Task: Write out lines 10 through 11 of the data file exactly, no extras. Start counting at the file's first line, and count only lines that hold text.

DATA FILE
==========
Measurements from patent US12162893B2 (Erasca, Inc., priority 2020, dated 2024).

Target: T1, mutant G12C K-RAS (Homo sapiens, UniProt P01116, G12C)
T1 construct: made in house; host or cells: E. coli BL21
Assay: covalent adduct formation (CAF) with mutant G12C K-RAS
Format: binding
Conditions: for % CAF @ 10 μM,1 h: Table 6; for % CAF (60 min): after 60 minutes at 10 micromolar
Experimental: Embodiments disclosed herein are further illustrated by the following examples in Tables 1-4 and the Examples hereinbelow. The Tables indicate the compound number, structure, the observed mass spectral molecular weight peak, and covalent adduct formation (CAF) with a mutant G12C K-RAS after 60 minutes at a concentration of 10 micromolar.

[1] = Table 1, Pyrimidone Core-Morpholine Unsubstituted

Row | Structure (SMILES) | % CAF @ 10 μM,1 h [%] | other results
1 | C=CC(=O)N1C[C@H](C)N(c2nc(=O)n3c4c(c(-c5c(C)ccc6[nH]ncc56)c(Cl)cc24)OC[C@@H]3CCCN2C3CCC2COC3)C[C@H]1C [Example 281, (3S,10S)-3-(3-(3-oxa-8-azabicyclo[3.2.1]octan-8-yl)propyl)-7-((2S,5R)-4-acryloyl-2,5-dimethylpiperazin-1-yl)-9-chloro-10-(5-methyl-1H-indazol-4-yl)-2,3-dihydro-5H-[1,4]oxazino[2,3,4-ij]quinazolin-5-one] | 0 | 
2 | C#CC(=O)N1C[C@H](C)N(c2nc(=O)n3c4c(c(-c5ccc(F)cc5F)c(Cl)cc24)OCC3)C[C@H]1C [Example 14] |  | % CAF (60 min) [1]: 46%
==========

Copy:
1 | C=CC(=O)N1C[C@H](C)N(c2nc(=O)n3c4c(c(-c5c(C)ccc6[nH]ncc56)c(Cl)cc24)OC[C@@H]3CCCN2C3CCC2COC3)C[C@H]1C [Example 281, (3S,10S)-3-(3-(3-oxa-8-azabicyclo[3.2.1]octan-8-yl)propyl)-7-((2S,5R)-4-acryloyl-2,5-dimethylpiperazin-1-yl)-9-chloro-10-(5-methyl-1H-indazol-4-yl)-2,3-dihydro-5H-[1,4]oxazino[2,3,4-ij]quinazolin-5-one] | 0 | 
2 | C#CC(=O)N1C[C@H](C)N(c2nc(=O)n3c4c(c(-c5ccc(F)cc5F)c(Cl)cc24)OCC3)C[C@H]1C [Example 14] |  | % CAF (60 min) [1]: 46%